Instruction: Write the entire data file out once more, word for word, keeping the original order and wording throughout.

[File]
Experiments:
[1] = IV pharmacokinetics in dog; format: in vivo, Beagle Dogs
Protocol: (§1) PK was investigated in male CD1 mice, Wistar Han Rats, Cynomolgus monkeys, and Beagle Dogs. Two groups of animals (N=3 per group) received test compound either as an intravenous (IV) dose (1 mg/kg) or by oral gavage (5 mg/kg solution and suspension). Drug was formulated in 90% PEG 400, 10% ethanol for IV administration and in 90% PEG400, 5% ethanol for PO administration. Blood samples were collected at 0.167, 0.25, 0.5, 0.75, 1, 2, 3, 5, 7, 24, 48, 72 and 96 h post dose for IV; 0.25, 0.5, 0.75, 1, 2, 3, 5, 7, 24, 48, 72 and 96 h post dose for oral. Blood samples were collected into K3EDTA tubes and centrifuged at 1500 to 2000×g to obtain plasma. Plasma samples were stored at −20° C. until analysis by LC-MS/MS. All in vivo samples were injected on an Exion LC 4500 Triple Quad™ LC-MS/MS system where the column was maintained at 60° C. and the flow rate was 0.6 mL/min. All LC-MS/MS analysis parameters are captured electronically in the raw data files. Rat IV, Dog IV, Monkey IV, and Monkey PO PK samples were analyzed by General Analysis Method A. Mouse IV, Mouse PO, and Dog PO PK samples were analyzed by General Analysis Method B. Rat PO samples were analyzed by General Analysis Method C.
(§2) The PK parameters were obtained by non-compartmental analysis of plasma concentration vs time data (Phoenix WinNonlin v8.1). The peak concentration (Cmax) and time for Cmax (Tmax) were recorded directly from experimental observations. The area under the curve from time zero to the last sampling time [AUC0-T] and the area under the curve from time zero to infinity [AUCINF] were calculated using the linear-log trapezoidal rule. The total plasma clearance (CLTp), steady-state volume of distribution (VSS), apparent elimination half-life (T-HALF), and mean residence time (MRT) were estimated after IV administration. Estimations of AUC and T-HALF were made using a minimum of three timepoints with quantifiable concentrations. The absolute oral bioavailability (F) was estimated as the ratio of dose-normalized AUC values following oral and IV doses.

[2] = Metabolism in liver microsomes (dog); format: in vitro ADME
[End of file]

Experiments:
[1] = IV pharmacokinetics in dog; format: in vivo, Beagle Dogs
Protocol: (§1) PK was investigated in male CD1 mice, Wistar Han Rats, Cynomolgus monkeys, and Beagle Dogs. Two groups of animals (N=3 per group) received test compound either as an intravenous (IV) dose (1 mg/kg) or by oral gavage (5 mg/kg solution and suspension). Drug was formulated in 90% PEG 400, 10% ethanol for IV administration and in 90% PEG400, 5% ethanol for PO administration. Blood samples were collected at 0.167, 0.25, 0.5, 0.75, 1, 2, 3, 5, 7, 24, 48, 72 and 96 h post dose for IV; 0.25, 0.5, 0.75, 1, 2, 3, 5, 7, 24, 48, 72 and 96 h post dose for oral. Blood samples were collected into K3EDTA tubes and centrifuged at 1500 to 2000×g to obtain plasma. Plasma samples were stored at −20° C. until analysis by LC-MS/MS. All in vivo samples were injected on an Exion LC 4500 Triple Quad™ LC-MS/MS system where the column was maintained at 60° C. and the flow rate was 0.6 mL/min. All LC-MS/MS analysis parameters are captured electronically in the raw data files. Rat IV, Dog IV, Monkey IV, and Monkey PO PK samples were analyzed by General Analysis Method A. Mouse IV, Mouse PO, and Dog PO PK samples were analyzed by General Analysis Method B. Rat PO samples were analyzed by General Analysis Method C.
(§2) The PK parameters were obtained by non-compartmental analysis of plasma concentration vs time data (Phoenix WinNonlin v8.1). The peak concentration (Cmax) and time for Cmax (Tmax) were recorded directly from experimental observations. The area under the curve from time zero to the last sampling time [AUC0-T] and the area under the curve from time zero to infinity [AUCINF] were calculated using the linear-log trapezoidal rule. The total plasma clearance (CLTp), steady-state volume of distribution (VSS), apparent elimination half-life (T-HALF), and mean residence time (MRT) were estimated after IV administration. Estimations of AUC and T-HALF were made using a minimum of three timepoints with quantifiable concentrations. The absolute oral bioavailability (F) was estimated as the ratio of dose-normalized AUC values following oral and IV doses.

[2] = Metabolism in liver microsomes (dog); format: in vitro ADME